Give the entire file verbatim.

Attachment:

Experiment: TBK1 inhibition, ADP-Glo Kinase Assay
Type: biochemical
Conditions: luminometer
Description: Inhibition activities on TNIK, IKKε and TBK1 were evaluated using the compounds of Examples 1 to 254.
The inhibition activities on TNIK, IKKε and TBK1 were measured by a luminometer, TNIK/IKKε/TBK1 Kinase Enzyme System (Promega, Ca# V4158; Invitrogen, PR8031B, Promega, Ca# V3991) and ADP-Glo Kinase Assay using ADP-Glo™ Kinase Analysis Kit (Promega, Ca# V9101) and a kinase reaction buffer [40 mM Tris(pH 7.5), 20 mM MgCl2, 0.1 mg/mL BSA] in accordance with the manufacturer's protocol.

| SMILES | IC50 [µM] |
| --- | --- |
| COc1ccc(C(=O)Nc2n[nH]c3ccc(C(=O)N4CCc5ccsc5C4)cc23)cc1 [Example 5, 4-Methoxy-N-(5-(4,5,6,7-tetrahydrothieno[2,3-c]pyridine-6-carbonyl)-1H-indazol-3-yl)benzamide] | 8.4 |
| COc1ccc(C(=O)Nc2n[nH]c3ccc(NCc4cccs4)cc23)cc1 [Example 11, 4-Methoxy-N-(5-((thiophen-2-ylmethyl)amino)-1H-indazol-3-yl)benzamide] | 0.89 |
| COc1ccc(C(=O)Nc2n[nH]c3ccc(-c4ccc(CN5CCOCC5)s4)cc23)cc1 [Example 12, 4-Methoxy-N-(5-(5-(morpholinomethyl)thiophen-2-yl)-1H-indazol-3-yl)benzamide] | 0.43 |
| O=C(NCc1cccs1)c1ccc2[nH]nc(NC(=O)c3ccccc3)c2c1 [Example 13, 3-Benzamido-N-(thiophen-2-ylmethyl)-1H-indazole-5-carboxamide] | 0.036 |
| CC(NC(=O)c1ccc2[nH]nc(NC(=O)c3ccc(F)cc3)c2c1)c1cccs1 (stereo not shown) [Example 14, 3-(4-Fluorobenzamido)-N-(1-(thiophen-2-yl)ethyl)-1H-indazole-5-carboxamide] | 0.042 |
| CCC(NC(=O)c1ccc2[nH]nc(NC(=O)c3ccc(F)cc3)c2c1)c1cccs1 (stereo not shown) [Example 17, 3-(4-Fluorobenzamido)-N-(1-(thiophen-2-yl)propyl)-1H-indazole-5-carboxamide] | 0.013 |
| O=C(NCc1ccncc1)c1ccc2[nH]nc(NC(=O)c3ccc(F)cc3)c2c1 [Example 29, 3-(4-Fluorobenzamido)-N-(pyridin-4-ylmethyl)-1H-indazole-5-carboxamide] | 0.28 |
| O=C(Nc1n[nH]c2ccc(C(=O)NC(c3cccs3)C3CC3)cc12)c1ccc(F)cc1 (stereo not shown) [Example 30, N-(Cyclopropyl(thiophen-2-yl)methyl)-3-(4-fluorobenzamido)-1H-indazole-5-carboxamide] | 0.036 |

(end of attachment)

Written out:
Experiment: TBK1 inhibition, ADP-Glo Kinase Assay
Type: biochemical
Conditions: luminometer
Description: Inhibition activities on TNIK, IKKε and TBK1 were evaluated using the compounds of Examples 1 to 254.
The inhibition activities on TNIK, IKKε and TBK1 were measured by a luminometer, TNIK/IKKε/TBK1 Kinase Enzyme System (Promega, Ca# V4158; Invitrogen, PR8031B, Promega, Ca# V3991) and ADP-Glo Kinase Assay using ADP-Glo™ Kinase Analysis Kit (Promega, Ca# V9101) and a kinase reaction buffer [40 mM Tris(pH 7.5), 20 mM MgCl2, 0.1 mg/mL BSA] in accordance with the manufacturer's protocol.

| SMILES | IC50 [µM] |
| --- | --- |
| COc1ccc(C(=O)Nc2n[nH]c3ccc(C(=O)N4CCc5ccsc5C4)cc23)cc1 [Example 5, 4-Methoxy-N-(5-(4,5,6,7-tetrahydrothieno[2,3-c]pyridine-6-carbonyl)-1H-indazol-3-yl)benzamide] | 8.4 |
| COc1ccc(C(=O)Nc2n[nH]c3ccc(NCc4cccs4)cc23)cc1 [Example 11, 4-Methoxy-N-(5-((thiophen-2-ylmethyl)amino)-1H-indazol-3-yl)benzamide] | 0.89 |
| COc1ccc(C(=O)Nc2n[nH]c3ccc(-c4ccc(CN5CCOCC5)s4)cc23)cc1 [Example 12, 4-Methoxy-N-(5-(5-(morpholinomethyl)thiophen-2-yl)-1H-indazol-3-yl)benzamide] | 0.43 |
| O=C(NCc1cccs1)c1ccc2[nH]nc(NC(=O)c3ccccc3)c2c1 [Example 13, 3-Benzamido-N-(thiophen-2-ylmethyl)-1H-indazole-5-carboxamide] | 0.036 |
| CC(NC(=O)c1ccc2[nH]nc(NC(=O)c3ccc(F)cc3)c2c1)c1cccs1 (stereo not shown) [Example 14, 3-(4-Fluorobenzamido)-N-(1-(thiophen-2-yl)ethyl)-1H-indazole-5-carboxamide] | 0.042 |
| CCC(NC(=O)c1ccc2[nH]nc(NC(=O)c3ccc(F)cc3)c2c1)c1cccs1 (stereo not shown) [Example 17, 3-(4-Fluorobenzamido)-N-(1-(thiophen-2-yl)propyl)-1H-indazole-5-carboxamide] | 0.013 |
| O=C(NCc1ccncc1)c1ccc2[nH]nc(NC(=O)c3ccc(F)cc3)c2c1 [Example 29, 3-(4-Fluorobenzamido)-N-(pyridin-4-ylmethyl)-1H-indazole-5-carboxamide] | 0.28 |
| O=C(Nc1n[nH]c2ccc(C(=O)NC(c3cccs3)C3CC3)cc12)c1ccc(F)cc1 (stereo not shown) [Example 30, N-(Cyclopropyl(thiophen-2-yl)methyl)-3-(4-fluorobenzamido)-1H-indazole-5-carboxamide] | 0.036 |